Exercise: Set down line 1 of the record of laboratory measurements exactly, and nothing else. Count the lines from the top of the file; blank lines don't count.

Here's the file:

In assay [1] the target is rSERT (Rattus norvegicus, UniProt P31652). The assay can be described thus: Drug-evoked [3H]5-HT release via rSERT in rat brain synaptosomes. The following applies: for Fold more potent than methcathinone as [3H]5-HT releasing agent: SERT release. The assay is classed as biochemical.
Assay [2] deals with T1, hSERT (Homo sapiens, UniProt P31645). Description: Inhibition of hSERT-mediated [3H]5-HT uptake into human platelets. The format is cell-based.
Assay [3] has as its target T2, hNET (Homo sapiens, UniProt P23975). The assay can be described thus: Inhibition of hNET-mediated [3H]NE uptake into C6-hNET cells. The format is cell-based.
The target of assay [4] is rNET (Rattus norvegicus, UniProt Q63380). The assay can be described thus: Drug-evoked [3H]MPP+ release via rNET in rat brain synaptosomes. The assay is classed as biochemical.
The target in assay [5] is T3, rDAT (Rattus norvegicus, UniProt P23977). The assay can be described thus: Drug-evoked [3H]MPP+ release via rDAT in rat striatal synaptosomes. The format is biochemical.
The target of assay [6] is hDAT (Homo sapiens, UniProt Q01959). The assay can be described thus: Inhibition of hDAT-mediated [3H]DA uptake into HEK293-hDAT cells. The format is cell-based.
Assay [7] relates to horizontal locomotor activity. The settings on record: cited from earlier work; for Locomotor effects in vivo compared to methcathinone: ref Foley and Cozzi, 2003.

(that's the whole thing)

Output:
In assay [1] the target is rSERT (Rattus norvegicus, UniProt P31652). The assay can be described thus: Drug-evoked [3H]5-HT release via rSERT in rat brain synaptosomes. The following applies: for Fold more potent than methcathinone as [3H]5-HT releasing agent: SERT release. The assay is classed as biochemical.